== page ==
As Saudi Arabia has re-engaged with Iran and Hamas is hosted in the Saudi Kingdom has Israel been left out of the equation? Are the Abraham Accords and the hope of peace between Arab countries and Israel dead?
The resounding answer according to Jerusalem Center for Public Affairs president Dan Diker, JCPA fellow and Middle East expert Aviram Bellaishe and the former president of the Bahraini Journalists’ Association, Ahdeya Ahmed Noor is no.
They all attended the Jerusalem Center for Public Affairs international conference in March, which featured representatives from 25 African and Arab countries, including unofficial representatives from Saudi Arabia, Sudan, and Somaliland.
Region of Interests
Host Dan Diker makes the point that people in the West don’t appreciate that the Middle East is a complicated web of competing interests. Countries may not like each other but will make join forces if they see that it serves them in some way.
Speaking of Bahrain, Noor explained that the country may want to establish ties with both Iran and Israel at the same time. The Gulf country may look to establish diplomatic relations with Iran, but “Iran doesn’t have military cooperation of Bahrain. It doesn’t have the intelligence cooperation of Bahrain, Israel has this is a fact and a reality.” Moreover, she said that “Iran has been looking closely at its own interest lately, seven years of attempting to infiltrate Saudi through the Houthis has failed. Now with a war in Yemen, against the coalition and with the internal issues that Iran is having, it cannot afford to continue this war.
Hamas in Saudi Arabia
Diker and Noor also discussed Iran’s proxy, Hamas, and its threat to take over the dominant position of Mahmoud Abbas’s Fatah PLO faction in the West Bank. Hamas has reached out to Saudis and visited the KSA, reflecting, Al-Sayed said, the failures of the PLO, including rampant corruption and misuse of Middle Eastern support. The vacuum of leadership has grown Hamas’s popularity and Hamas and Saudi Arabia see interest in establishing relations right now.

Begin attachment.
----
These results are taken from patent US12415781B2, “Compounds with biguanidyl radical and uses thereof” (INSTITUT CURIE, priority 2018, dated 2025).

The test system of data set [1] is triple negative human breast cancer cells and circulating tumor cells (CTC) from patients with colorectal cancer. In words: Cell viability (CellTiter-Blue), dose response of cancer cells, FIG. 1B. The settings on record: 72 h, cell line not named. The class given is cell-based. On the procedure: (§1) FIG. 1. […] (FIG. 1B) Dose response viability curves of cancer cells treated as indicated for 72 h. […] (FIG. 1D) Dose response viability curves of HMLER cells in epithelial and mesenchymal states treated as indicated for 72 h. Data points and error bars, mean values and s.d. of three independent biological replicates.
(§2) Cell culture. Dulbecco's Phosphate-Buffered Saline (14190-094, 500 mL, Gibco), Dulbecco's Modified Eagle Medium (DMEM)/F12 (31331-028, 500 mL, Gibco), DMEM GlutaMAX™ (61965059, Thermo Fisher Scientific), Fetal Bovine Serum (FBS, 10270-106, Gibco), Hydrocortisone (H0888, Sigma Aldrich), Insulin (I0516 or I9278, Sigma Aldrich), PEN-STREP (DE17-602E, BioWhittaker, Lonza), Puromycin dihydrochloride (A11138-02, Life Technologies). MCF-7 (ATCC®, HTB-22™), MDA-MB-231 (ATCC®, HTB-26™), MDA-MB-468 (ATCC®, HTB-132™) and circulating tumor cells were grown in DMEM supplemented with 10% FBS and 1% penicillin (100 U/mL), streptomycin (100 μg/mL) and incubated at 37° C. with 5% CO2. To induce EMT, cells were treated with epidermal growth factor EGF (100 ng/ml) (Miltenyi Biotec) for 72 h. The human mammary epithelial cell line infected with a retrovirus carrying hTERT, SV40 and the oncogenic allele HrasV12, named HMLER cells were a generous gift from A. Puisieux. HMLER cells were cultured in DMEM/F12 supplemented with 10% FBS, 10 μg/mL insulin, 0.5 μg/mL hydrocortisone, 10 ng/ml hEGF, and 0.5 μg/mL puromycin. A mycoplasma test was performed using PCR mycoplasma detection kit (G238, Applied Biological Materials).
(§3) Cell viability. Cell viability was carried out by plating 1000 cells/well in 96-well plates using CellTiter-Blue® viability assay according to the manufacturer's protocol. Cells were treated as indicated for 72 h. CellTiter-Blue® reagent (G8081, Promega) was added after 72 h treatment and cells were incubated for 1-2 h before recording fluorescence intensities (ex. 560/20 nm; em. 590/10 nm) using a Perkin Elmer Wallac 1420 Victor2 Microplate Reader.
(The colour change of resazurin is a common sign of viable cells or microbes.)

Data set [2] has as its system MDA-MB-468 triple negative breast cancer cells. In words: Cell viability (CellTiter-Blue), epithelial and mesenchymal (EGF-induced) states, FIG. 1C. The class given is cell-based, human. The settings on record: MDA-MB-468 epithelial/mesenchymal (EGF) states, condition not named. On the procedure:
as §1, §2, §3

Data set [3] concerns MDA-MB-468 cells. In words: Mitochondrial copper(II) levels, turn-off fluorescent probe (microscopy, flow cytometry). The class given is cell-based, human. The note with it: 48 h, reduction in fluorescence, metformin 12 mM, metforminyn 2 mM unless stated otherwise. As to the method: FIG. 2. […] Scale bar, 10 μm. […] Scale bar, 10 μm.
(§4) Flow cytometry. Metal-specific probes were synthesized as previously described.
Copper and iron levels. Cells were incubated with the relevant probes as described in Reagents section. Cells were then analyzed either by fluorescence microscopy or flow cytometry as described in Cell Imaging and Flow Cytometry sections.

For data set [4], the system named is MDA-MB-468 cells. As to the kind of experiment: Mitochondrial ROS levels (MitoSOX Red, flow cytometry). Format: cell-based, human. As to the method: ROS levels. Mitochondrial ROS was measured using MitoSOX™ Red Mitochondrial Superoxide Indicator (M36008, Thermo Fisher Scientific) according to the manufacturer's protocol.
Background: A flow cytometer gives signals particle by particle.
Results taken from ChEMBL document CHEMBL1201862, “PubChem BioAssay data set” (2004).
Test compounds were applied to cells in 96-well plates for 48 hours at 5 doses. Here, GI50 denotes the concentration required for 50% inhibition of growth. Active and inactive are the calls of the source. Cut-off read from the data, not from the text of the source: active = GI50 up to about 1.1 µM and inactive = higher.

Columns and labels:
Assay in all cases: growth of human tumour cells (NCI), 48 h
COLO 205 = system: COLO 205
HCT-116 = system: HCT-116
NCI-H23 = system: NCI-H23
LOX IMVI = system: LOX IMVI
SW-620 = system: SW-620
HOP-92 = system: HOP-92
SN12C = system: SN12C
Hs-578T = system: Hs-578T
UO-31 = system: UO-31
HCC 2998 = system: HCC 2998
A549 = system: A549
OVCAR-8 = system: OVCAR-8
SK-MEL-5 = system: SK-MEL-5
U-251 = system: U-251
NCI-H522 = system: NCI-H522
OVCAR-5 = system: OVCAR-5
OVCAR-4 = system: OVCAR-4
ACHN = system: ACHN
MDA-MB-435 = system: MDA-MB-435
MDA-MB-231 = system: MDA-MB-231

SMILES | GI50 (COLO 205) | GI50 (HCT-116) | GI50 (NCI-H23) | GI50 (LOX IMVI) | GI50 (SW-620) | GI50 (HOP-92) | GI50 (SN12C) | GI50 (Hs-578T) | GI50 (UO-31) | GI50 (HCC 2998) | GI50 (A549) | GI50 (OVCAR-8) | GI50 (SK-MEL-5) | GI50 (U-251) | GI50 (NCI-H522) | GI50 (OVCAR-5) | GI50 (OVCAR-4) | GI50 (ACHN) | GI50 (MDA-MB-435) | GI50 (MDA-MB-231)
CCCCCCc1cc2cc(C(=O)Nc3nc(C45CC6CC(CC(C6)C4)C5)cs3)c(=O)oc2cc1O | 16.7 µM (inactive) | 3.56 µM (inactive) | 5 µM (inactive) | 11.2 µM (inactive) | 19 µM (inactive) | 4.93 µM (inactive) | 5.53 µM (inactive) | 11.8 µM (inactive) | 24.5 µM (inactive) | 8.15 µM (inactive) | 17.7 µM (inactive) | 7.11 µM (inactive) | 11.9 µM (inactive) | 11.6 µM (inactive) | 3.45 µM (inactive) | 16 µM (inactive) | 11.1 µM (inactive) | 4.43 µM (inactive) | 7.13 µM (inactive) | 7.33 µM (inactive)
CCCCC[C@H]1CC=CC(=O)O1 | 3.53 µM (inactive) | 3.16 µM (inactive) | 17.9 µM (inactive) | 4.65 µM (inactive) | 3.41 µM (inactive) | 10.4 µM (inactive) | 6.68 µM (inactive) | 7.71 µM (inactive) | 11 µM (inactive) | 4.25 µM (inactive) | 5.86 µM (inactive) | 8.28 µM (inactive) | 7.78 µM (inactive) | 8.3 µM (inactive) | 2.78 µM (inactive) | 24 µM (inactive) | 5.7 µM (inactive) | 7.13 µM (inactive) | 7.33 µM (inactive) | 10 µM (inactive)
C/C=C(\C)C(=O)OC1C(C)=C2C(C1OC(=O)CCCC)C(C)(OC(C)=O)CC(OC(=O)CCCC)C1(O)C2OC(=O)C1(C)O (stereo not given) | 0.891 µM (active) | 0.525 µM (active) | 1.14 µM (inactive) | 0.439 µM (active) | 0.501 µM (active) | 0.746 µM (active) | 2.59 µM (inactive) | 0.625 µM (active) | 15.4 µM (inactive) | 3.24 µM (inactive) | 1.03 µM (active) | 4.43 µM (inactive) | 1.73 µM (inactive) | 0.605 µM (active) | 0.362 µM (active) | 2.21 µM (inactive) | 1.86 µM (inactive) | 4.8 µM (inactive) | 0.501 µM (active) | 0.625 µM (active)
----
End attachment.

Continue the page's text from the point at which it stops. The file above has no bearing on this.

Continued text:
Israel Visit from Crown Prince of Iran
On the other hand, a recent point of hope has been the highly symbolic recent visit of the Crown Prince of Iran, Reza Pahlavi, to Israel during Holocaust Remembrance Day. Al-Sayed sees Pahlavi as the legitimate leader of Iran and calls the 1979 “revolution” a “terrorist takeover” whose proponents today oppress women and minorities.
Diker also feels hopeful, citing JCPA conference attendance, which remained unchanged despite the Saudi-Iranian rapprochement, and included an Iranian diaspora representative. He said that “in the middle of all of the internal domestic crisis going on in Israel over judicial reform and other political issues, they all came, no one left. And that, in my mind, was testimony that the Abraham Accords are still on track. When they saw these 100,000-person demonstrations in the streets of Tel Aviv, in the streets of Jerusalem, we thought from our Western standpoint, oh, my goodness, they’re going to leave, they’re going to hide. What did they say? No, this is democracy. Halevai (if only in Hebrew), it should be so in our country, this type of vibrant democracy where people can demonstrate in the streets. No one gets killed. No one gets hurt, and people can go out and express themselves.”
“Our Middle East: An Insider’s View” airs live every Monday on JNS TV YouTube Channel, Facebook and Twitter at 1:30 PM EST/8:30 PM IST. You can also listen to the audio version here. A Jerusalem Center for Public Affairs podcast produced by JNS.
You can catch the audio version on Spotify, Apple Podcasts, Google Podcasts or wherever you listen to your podcasts.
Dan Diker is the president of the Jerusalem Center for Public Affairs, a foreign policy expert and the former Secretary General of the World Jewish Congress.
Be a part of our community
JNS serves as the central hub for a thriving community of readers who appreciate the invaluable context our coverage offers on Israel and their Jewish world.
Please join our community and help support our unique brand of Jewish journalism that makes sense.